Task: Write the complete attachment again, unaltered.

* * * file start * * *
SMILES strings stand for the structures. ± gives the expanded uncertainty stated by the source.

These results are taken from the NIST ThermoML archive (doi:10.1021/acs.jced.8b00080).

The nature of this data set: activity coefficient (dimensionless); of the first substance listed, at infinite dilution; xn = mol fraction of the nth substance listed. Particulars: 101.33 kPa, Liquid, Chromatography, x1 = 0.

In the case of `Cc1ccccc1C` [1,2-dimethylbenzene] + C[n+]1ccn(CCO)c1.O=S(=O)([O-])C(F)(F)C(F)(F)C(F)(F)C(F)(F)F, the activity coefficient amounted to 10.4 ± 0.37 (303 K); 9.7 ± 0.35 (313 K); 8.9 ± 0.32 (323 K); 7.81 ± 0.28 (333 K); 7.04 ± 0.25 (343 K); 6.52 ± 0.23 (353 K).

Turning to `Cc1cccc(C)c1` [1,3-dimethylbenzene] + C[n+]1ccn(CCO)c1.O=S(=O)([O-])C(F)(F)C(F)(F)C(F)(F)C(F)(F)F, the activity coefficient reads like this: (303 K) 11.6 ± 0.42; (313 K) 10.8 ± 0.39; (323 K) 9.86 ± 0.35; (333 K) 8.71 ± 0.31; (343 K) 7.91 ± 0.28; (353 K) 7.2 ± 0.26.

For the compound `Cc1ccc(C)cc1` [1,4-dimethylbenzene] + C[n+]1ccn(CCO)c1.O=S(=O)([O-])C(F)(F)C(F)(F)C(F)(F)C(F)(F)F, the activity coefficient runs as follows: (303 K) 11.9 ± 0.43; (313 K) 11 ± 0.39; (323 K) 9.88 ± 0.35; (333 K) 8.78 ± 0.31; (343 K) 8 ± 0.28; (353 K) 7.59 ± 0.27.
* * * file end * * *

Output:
SMILES strings stand for the structures. ± gives the expanded uncertainty stated by the source.

These results are taken from the NIST ThermoML archive (doi:10.1021/acs.jced.8b00080).

The nature of this data set: activity coefficient (dimensionless); of the first substance listed, at infinite dilution; xn = mol fraction of the nth substance listed. Particulars: 101.33 kPa, Liquid, Chromatography, x1 = 0.

In the case of `Cc1ccccc1C` [1,2-dimethylbenzene] + C[n+]1ccn(CCO)c1.O=S(=O)([O-])C(F)(F)C(F)(F)C(F)(F)C(F)(F)F, the activity coefficient amounted to 10.4 ± 0.37 (303 K); 9.7 ± 0.35 (313 K); 8.9 ± 0.32 (323 K); 7.81 ± 0.28 (333 K); 7.04 ± 0.25 (343 K); 6.52 ± 0.23 (353 K).

Turning to `Cc1cccc(C)c1` [1,3-dimethylbenzene] + C[n+]1ccn(CCO)c1.O=S(=O)([O-])C(F)(F)C(F)(F)C(F)(F)C(F)(F)F, the activity coefficient reads like this: (303 K) 11.6 ± 0.42; (313 K) 10.8 ± 0.39; (323 K) 9.86 ± 0.35; (333 K) 8.71 ± 0.31; (343 K) 7.91 ± 0.28; (353 K) 7.2 ± 0.26.

For the compound `Cc1ccc(C)cc1` [1,4-dimethylbenzene] + C[n+]1ccn(CCO)c1.O=S(=O)([O-])C(F)(F)C(F)(F)C(F)(F)C(F)(F)F, the activity coefficient runs as follows: (303 K) 11.9 ± 0.43; (313 K) 11 ± 0.39; (323 K) 9.88 ± 0.35; (333 K) 8.78 ± 0.31; (343 K) 8 ± 0.28; (353 K) 7.59 ± 0.27.